Costa Rica Cost of Living

Should I stay or should I leave Costa Rica for a lower cost of living?

Should I stay or should I leave Costa Rica for a lower cost of living?Many of you know that the cost of living in Costa Rica has gone up a lot in the past few years. One of the reasons is that The Costarican government decided to stop with the mini-devaluations in 2006 and move over to a system of exchange rate bands that has kept the Colon on the same value since then.

Exporters are suffering with the bad exchange rate but more and more companies for the US and other parts of the world are still getting installed in Costa Rica, even though the social security system in Costa Rica is expensive and adds onto the labor cost and operating cost of a business.

Procomer, the Costarican entity for commerce promotion, publishes that Costa Rica has 4.6 million people, with 4,600 products exported to 150 countries. In 2014, we exported $11,304 billion in goods, $6,341 billion in services by 2441 exporting companies. It is also true that quite a few Costarican industries have moved to Nicaragua because labor is cheaper there.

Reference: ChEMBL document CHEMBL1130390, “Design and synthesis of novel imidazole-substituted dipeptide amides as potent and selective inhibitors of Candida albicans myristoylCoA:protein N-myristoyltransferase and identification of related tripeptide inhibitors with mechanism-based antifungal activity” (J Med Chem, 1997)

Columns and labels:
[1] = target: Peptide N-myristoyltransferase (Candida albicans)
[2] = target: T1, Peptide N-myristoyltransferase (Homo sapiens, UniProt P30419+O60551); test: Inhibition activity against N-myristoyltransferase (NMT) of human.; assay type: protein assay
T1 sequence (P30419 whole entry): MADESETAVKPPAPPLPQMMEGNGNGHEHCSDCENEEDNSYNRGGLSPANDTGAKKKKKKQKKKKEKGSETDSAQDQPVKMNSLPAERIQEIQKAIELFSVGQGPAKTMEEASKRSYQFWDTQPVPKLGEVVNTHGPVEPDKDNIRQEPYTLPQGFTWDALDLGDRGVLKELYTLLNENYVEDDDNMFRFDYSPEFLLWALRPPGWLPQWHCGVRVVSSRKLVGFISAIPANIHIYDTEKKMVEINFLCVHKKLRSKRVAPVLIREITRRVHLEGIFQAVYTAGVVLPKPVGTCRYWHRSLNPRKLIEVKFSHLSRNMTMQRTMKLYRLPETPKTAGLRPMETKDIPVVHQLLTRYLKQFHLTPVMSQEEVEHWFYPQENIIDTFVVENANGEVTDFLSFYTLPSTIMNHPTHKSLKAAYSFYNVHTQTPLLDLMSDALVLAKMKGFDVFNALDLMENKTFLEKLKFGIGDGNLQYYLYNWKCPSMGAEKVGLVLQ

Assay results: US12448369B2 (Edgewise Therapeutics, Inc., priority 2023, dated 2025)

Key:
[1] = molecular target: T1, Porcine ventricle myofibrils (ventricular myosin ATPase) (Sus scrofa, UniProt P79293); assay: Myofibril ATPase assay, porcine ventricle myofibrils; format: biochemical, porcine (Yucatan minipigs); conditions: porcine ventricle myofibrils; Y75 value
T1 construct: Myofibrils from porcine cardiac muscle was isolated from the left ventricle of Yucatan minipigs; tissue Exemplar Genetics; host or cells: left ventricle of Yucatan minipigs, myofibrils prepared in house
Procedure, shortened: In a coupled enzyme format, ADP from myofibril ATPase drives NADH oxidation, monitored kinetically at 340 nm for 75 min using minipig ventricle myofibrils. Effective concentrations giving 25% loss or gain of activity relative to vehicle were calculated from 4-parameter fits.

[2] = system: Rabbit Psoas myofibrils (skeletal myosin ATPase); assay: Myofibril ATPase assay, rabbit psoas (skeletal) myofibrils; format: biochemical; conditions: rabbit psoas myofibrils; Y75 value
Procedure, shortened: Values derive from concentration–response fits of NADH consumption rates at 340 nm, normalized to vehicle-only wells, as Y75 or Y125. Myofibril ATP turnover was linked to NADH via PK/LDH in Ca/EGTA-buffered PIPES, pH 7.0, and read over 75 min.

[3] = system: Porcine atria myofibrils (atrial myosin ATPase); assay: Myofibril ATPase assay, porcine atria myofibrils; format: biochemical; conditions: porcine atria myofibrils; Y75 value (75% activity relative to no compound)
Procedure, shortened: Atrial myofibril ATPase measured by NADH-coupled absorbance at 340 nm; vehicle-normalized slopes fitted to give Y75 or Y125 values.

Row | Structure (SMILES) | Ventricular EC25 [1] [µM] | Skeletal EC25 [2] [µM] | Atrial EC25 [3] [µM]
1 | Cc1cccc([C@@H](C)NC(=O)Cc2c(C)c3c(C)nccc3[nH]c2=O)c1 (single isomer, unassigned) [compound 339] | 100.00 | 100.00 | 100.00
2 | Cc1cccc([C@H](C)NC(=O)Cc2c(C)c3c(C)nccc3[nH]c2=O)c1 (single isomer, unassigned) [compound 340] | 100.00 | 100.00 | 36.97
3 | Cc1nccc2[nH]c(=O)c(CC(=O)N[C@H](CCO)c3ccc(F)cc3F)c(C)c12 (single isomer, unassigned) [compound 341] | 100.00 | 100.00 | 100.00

Is it true that everything is Costa Rica is more expensive than elsewhere? Why are foreign industries moving to Costa Rica and local Industries moving elsewhere? Is life for a retiree or expat better elsewhere? Should you stay or leave Costa Rica and go back where you came from?

The solution to Costa Rica’s high product prices

The solution to Costa Rica’s high product pricesOn April 8, 2015 the Costa Rica News published a real interesting article titled “The real reason behind Costa Rica’s high product prices”, about the fact that Costarican produced products are cheaper in neighboring countries than in Costa Rica itself, even though there is a high cost of transport.